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ORIGINAL ARTICLE
Year : 2016  |  Volume : 20  |  Issue : 2  |  Page : 177-181

Profile of leptin, adiponectin, and body fat in patients with hyperprolactinemia: Response to treatment with cabergoline


1 Department of Endocrinology, Sher-I-Kashmir Institute of Medical Sciences, Soura, Srinagar, Jammu and Kashmir, India
2 Department of Immunology and Molecular Medicine, Sher-I-Kashmir Institute of Medical Sciences, Soura, Srinagar, Jammu and Kashmir, India
3 Department of Radiodiagnosis, Sher-I-Kashmir Institute of Medical Sciences, Soura, Srinagar, Jammu and Kashmir, India
4 Department of Biostatics, Sher-I-Kashmir Institute of Medical Sciences, Soura, Srinagar, Jammu and Kashmir, India

Correspondence Address:
Bashir Ahmad Laway
Department of Endocrinology, Sher-I-Kashmir Institute of Medical Sciences, Soura, Srinagar, Jammu and Kashmir
India
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Source of Support: None, Conflict of Interest: None


DOI: 10.4103/2230-8210.176346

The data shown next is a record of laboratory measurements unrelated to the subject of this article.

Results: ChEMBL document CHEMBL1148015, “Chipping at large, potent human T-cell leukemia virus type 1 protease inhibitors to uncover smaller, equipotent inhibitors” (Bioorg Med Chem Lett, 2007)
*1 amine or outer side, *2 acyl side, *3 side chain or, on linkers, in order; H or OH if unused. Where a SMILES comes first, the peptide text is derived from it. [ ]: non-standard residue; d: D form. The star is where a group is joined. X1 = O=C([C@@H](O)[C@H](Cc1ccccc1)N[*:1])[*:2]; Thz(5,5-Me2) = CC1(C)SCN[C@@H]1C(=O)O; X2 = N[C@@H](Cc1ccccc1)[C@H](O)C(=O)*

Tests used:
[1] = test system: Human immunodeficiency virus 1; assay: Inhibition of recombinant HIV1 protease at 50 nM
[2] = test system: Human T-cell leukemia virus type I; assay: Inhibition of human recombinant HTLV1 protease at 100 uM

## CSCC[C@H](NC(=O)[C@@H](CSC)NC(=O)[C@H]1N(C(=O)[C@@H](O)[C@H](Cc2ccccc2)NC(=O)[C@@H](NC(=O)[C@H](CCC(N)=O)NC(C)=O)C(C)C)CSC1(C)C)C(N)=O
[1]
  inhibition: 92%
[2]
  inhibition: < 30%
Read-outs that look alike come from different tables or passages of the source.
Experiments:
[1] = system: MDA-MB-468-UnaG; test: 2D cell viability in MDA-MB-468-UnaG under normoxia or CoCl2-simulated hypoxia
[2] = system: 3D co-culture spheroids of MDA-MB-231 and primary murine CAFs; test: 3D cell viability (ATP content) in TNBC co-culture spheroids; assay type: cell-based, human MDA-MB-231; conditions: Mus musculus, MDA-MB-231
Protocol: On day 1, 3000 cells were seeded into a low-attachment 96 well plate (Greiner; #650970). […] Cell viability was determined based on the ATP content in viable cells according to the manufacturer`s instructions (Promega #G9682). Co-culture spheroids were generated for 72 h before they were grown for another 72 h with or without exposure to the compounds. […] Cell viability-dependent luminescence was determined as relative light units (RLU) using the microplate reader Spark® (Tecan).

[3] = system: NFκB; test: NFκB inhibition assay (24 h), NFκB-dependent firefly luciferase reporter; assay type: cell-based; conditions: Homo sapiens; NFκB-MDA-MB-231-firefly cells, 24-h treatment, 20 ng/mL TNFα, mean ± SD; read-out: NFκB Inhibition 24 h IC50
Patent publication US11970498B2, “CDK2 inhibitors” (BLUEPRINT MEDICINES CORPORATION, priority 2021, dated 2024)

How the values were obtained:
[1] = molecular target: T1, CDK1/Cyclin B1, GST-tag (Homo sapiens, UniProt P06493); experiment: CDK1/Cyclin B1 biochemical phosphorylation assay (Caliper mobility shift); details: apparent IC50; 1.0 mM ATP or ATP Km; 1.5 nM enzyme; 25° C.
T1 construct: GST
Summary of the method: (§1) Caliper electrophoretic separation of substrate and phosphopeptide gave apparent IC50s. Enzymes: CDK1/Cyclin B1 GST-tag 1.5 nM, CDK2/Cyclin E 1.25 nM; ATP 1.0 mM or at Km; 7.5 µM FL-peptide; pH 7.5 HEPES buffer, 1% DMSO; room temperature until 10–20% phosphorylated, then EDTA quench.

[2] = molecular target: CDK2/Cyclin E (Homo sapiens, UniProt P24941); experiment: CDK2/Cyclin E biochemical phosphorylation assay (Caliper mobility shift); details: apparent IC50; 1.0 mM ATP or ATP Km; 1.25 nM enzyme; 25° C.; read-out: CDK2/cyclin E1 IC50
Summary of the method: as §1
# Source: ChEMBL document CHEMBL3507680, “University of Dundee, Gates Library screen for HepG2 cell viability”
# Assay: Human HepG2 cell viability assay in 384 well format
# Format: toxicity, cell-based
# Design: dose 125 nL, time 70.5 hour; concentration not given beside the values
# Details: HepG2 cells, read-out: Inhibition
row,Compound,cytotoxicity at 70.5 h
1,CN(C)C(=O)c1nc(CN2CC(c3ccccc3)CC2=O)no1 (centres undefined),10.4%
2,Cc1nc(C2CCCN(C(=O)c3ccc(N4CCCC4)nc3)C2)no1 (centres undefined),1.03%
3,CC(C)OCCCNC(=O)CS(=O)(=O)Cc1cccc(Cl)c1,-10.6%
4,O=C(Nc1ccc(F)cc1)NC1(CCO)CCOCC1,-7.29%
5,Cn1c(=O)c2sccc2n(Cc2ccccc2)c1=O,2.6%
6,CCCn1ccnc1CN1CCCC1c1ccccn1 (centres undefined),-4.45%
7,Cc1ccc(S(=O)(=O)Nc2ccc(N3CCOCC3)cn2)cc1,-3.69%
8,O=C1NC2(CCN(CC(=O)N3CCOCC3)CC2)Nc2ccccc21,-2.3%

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Introduction: Though hypoadiponectinemia and leptin resistance have been proposed as potential factors for weight gain in patients with hyperprolactinemia (HPL), the effects of HPL and cabergoline on these adipocyte-derived hormones are not clear. Aims of this study were (i) to assess the alterations of body fat, leptin, and adiponectin in patients with HPL (ii) effect of cabergoline treatment on these parameters. Methods: Nineteen consecutive patients with prolactinoma (median prolactin [PRL] 118.6 (interquartile range: 105.3) μg/L) and 20 controls were studied in a nonrandomized matched prospective design. The controls were age, gender, and body mass index (BMI) matched. Anthropometric data, metabolic variables, leptin, and adiponectin were studied at baseline and 3 and 6 months after cabergoline treatment. Results: Patients with prolactinoma had increased level of fasting plasma glucose (P < 0.001) as compared to age-, gender-, and BMI-matched healthy controls. Estradiol concentration of controls was higher than that of patients (P = 0.018). Patients with prolactinoma had higher levels of leptin (P = 0.027) as compared to healthy controls without a significant difference in adiponectin levels. There was a significant decrease of body weight at 3 months (P = 0.029), with a further decline at 6 months (P < 0.001) of cabergoline therapy. Furthermore, there was a significant decrement of BMI (P < 0.001), waist circumference (P = 0.003), waist-hip ratio (P = 0.03), total body fat (P = 0.003), plasma glucose (P < 0.001), leptin levels (P = 0.013), and an increase in estradiol concentration (P = 0.03) at 6 months of cabergoline treatment. Conclusion: Patients with prolactinoma have adverse metabolic profile compared to matched controls. Normalization of PRL with cabergoline corrects all the metabolic abnormalities.


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